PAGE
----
Tuesday, October 21, 2014

A Poem about Food

‘Pieces of Bread’              By E. J. Ryan.

Pieces of bread, pieces of bread,
Fresh baked toasted or fried,
Cut into soldiers ready for dipping
In soft-boiled eggs golden and dripping,
Croutons for soup tainted with spice,
Oh, isn’t eating ever so nice?

What about meats? So many kinds,
Prime beef or lamb, bacon and pork,
Chicken and turkey or succulent duck,
Rabbit and game-bird, haunch of a buck,
Sausages, puddings, rashers thin sliced,
Oh, isn’t eating ever so nice?

So many fish, fresh from the sea,
Netted or caught on the line,
The salmon the cod, maybe a wrasse,
Tuna and herring, mackerel or bass,
Lobsters and squid, oysters on ice,
Oh, isn’t eating ever so nice?

There are the vegetables, many and varied,
Frozen or par-boiled or pickled,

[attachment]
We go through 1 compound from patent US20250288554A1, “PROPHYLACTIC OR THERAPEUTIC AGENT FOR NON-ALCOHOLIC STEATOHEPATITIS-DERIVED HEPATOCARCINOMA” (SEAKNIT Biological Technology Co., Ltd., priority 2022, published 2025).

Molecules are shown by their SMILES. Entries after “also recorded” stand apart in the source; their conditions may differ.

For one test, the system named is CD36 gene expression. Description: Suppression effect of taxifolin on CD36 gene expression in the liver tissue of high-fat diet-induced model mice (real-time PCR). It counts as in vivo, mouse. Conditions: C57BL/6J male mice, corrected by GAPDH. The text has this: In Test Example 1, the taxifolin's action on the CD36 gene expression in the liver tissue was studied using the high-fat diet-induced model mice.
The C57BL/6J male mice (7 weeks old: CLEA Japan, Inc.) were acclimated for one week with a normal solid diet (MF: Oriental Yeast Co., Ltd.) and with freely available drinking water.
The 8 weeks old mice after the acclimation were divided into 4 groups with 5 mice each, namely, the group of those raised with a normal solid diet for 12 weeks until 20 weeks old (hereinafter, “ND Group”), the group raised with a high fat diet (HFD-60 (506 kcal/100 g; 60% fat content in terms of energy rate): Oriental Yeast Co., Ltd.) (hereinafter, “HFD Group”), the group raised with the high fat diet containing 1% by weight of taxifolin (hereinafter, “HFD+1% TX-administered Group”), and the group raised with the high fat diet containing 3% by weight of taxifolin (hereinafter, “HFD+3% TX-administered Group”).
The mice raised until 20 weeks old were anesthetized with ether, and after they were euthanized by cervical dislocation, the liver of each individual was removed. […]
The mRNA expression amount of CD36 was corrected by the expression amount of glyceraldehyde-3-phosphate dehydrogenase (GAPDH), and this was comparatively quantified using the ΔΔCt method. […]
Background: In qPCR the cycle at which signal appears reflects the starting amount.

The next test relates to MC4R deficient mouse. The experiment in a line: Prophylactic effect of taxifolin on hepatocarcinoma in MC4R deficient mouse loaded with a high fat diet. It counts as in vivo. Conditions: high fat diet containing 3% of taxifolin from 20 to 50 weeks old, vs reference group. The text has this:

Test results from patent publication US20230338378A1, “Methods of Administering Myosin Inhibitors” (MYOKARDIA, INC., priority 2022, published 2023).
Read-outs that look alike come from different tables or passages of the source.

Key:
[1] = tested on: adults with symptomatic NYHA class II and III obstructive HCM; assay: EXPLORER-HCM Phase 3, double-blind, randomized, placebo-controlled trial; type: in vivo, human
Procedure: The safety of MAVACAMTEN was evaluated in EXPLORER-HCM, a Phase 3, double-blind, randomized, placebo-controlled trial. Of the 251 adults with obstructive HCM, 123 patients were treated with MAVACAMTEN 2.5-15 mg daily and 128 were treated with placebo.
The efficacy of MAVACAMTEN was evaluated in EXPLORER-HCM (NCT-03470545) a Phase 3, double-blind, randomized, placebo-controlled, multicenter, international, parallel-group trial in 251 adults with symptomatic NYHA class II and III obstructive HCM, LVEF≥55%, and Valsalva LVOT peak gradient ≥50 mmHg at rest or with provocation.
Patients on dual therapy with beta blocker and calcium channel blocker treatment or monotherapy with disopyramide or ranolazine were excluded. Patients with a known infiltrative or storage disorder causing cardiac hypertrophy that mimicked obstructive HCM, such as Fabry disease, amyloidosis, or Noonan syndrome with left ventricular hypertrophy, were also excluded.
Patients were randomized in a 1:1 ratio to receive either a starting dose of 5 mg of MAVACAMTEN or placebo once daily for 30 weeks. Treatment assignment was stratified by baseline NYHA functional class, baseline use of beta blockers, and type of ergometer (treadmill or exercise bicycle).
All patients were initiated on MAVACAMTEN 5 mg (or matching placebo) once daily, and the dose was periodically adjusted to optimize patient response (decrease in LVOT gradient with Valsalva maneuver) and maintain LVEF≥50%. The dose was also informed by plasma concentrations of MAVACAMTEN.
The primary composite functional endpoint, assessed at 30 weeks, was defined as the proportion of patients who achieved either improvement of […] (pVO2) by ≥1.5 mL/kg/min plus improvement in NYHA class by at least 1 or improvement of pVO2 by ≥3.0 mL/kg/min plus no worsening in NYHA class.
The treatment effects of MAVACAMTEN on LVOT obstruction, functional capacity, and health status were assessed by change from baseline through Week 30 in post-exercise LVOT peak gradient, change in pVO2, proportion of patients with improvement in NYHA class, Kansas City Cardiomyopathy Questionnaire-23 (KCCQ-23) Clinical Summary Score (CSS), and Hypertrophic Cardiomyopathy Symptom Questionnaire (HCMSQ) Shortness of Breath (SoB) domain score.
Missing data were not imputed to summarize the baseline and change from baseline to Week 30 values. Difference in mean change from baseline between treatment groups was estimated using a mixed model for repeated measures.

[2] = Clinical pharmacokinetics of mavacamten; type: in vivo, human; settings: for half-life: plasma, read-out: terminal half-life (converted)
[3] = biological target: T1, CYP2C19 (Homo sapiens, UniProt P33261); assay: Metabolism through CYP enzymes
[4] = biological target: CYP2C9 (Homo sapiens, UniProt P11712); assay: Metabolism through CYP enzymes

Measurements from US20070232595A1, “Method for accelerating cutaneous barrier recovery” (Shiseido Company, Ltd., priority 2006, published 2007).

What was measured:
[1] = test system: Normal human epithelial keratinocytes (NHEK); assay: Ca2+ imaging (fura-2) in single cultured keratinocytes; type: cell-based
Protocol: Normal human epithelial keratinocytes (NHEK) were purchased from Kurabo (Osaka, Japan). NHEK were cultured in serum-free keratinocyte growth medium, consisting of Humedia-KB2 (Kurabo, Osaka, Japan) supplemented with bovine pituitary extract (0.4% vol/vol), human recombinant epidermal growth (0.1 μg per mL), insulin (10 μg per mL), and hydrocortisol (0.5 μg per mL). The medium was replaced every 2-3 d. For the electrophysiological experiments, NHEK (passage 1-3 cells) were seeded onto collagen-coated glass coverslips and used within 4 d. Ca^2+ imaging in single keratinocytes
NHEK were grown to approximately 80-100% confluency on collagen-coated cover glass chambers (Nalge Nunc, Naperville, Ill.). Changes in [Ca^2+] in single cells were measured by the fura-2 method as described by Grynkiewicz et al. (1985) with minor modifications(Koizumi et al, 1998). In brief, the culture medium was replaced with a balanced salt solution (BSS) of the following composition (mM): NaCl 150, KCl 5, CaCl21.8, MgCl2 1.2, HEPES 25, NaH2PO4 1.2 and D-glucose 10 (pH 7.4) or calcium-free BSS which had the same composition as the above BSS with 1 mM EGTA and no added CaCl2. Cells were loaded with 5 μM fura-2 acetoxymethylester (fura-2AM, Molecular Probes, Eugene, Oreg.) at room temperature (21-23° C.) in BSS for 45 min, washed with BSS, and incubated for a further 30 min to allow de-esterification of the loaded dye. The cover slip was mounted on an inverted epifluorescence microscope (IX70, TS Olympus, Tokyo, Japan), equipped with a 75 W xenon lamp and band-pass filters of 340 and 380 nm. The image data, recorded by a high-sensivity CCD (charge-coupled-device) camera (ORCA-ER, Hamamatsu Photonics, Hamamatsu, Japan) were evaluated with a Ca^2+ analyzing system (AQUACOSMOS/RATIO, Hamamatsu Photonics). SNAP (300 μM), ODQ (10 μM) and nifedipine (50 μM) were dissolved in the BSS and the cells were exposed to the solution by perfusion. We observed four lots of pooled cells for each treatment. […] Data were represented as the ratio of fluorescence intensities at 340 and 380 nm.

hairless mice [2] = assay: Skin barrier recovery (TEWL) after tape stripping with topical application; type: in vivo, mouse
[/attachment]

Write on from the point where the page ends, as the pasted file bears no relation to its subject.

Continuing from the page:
Salads served fresh can be so crispy,
Spaghetti, all shapes, noodles so wispy,
Root veg of all kinds whole or well diced,
Oh, isn’t eating ever so nice?

Cheeseboard and fruit, too many to name,
Gorgonzola, cheddar, feta and brie,
Apples and pears, plums or a peach,
Strawberries and cream, just within reach,
Juicy sweet melons, care for a slice?
Oh, isn’t eating ever so nice?

What about something to wash it all down?
Whatever your pleasure may be,
Fruit of the barley or of the vine,
A variety of ales and of good wine,
In moderation it’s not a vice,
Oh, isn’t drinking ever so nice.

Saturday, October 11, 2014

Wicklow Library Book Launch

Finally we got a few snaps from the Long Stone book launch that was held in Wicklow Library in September 2014.
There was a lovely 'write up' in the Wicklow People also.  A great night was had by all.

Sunday, September 14, 2014

So I've entered two competitions!

So from the title you will know by now that I have entered two poetry competitions! I found details of which on the Poetry Ireland website while I was researching a school competition my son wanted to know about. So I took the plunge and entered my poems 'I Close My Eyes' and 'Goodbye'. I entered one into the Ballymaloe International Poetry Prize and the second in the Troubador International Poetry Prize. So fingers crossed! I am only a small bit competitive but 'Game on!'. See you Monday...